This really SUCKS
Crippling vacancy rate in civil service fuels multi-million rand consultancy racket
AMULTI-MILLION RAND consultancy industry has been fashioned by, and is now feeding off, crippling vacancy rates government is battling to contend with at a time when the political promise is to step up delivery – dramatically. Government managers find themselves with more money than skill. They’re throwing money at consultants to do the job – from the menial to core functions, financial management and internal audits.
Vacancy rates (of between 10 and 46%) coupled with the fact that departments aren’t spending anywhere near as much on training and performance incentives as they are on consultants, means that officials with any skill and ambition are incentivised to leave the civil service and contract back to it, at much higher pay.
While the over- and irregular use of consultants is regularly flagged in Auditor General reports (at national, provincial and local level), the South African Municipal Workers Union’s Jeff Rudin warns that the
government’s increasing dependence on consultants is a self-perpetuating circle and will remain so as long as the pay differentials between the private and public sectors remain unchanged.
The problem is glaring enough to have dominated a few debates at the ANC’s Polokwane conference. The party resolved to craft a law to regulate a problem that’s essentially growing a community of consultants (in number and experience) and leaving a government that’s increasingly dependent on paying others to do its work.
The entire turnaround project in the embattled department of home affairs, which has been outsourced to Fever Tree Consultancy and its international counterpart AT Kearney, is an example of how few skills government has at its disposal. This contract was awarded without going out to tender. Treasury gave permission for this to be done based on the urgency of the turnaround project as well as the fact that Fever Tree had managed the South African Revenue Service turnaround successfully and AT Kearney had international experience with home affairs turnarounds. To be fair, the Public Finance Management Act (PMFA) does allow for contracts to be awarded without going to tender in an emergency and when the consultant is deemed to be the “sole supplier”.
Nevertheless, this three-year contract is worth a whopping R800m and includes the entire turnaround project from IT systems and human resources, to communications and refurbishing offices. Former politician Cyril Ramaphosa chairs Fever Tree with its co-founder, director and former politician Roelf Meyer.
There are many examples of former politicians and bureaucrats who now work for or have founded consultancies that bid for government contracts. Other members of the ANC, including its top leadership, are also involved in consultancies. For example, former Premier of Mpumalanga and current ANC Treasurer General, Mathews Phosa chairs Vela VKE, an engineering consultancy that bids and wins for a lot of work across government, as government tender bulletins confirm.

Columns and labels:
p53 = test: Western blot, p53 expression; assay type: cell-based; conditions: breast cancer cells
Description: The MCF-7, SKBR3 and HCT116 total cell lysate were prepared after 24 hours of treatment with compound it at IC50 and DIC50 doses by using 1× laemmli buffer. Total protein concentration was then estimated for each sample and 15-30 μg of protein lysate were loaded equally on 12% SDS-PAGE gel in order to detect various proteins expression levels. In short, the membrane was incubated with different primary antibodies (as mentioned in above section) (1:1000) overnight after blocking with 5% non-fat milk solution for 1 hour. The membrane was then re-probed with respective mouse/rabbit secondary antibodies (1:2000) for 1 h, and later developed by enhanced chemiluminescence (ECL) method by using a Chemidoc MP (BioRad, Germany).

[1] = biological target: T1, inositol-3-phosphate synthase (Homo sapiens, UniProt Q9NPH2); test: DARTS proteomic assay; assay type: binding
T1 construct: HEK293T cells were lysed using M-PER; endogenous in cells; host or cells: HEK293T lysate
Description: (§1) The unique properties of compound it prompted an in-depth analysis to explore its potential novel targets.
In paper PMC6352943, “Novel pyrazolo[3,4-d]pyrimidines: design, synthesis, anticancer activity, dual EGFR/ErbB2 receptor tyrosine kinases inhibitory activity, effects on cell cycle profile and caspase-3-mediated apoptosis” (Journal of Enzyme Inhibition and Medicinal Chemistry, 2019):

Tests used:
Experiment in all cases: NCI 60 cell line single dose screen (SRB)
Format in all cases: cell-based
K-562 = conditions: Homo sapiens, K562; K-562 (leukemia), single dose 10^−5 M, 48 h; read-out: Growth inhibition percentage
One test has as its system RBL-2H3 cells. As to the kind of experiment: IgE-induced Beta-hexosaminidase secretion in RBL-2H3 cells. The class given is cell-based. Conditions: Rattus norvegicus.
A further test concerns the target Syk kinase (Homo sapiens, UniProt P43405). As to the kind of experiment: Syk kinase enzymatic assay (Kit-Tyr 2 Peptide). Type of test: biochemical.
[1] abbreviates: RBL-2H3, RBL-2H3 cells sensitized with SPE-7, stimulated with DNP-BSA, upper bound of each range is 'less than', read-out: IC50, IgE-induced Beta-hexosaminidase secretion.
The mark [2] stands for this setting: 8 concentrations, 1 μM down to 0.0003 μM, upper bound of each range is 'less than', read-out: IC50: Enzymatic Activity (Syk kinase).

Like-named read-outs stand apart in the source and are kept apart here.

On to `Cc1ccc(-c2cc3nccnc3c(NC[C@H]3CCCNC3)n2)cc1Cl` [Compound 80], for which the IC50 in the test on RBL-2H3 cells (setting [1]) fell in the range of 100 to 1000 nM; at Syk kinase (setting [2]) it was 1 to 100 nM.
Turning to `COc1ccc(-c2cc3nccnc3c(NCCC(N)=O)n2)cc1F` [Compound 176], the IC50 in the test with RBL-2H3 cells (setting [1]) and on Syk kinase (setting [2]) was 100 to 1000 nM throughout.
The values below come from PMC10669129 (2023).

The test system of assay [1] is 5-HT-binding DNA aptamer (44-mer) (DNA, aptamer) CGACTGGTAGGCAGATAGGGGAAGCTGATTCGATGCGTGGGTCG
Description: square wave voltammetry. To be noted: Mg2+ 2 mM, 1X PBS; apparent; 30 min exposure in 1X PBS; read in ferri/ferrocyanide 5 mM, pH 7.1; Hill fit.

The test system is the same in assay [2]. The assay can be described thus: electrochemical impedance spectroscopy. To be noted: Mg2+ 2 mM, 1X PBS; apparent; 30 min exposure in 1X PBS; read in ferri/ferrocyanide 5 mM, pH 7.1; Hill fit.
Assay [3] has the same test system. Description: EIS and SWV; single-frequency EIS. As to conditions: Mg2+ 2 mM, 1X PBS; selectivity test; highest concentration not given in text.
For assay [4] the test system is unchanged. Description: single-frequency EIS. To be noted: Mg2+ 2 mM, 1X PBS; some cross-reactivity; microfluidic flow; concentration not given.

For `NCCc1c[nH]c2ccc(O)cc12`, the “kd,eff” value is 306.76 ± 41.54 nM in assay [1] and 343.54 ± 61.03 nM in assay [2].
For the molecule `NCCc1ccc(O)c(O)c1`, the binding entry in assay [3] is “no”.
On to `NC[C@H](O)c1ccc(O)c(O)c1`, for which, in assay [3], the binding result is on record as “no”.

There are also several high-profile bureaucrats who have raised eyebrows because of the work they got involved in very soon after leaving government. For example, the Limpopo provincial government’s public accounts (Scopa) committee has ordered Premier Sello Moloto’s office to cancel two contracts that were awarded to former bureaucrats. Jack Mokobi, former special advisor to Moloto, resigned to join a consortium that won a R115m contract to finish building nearly 3 000 houses. Ben Mphahlele resigned as head of the department of finance, economic affairs and development to drive this very programme as a consultant at a fee of R16m for the two-year contract.
Rudolf Phala, an ANC member of the legislature who chairs the province’s Scopa committee, says that he was waiting for a report from Moloto’s office about whether this instruction has been followed. “It is a big problem this. Bureaucrats getting big contracts from the departments they used to work for. The case of Mphahlele – who headed the department for 10 years and then got a contract to do the same job one month after he resigned – makes it obvious. He resigned when he knew he had the contract,” says Phala.
What is clear is that there appears to be a direct correlation between the vacancy rate and the use of consultants. The Eastern Cape’s department of health, which spent R464m last year on consultants, contractors and special services, is a good example. It has a 35% vacancy rate. In 2006/07 the department hired 3 500 new health professionals. In the same period 1 700 staff left. In the department’s 2006/07 audit report, the Auditor General singles out the use of consultants, especially the reliance on consultants to do internal audits (provincial auditing services, for example, are some of the hardest hit by the skills shortage and are having to operate with a vacancy rate in excess of 40%).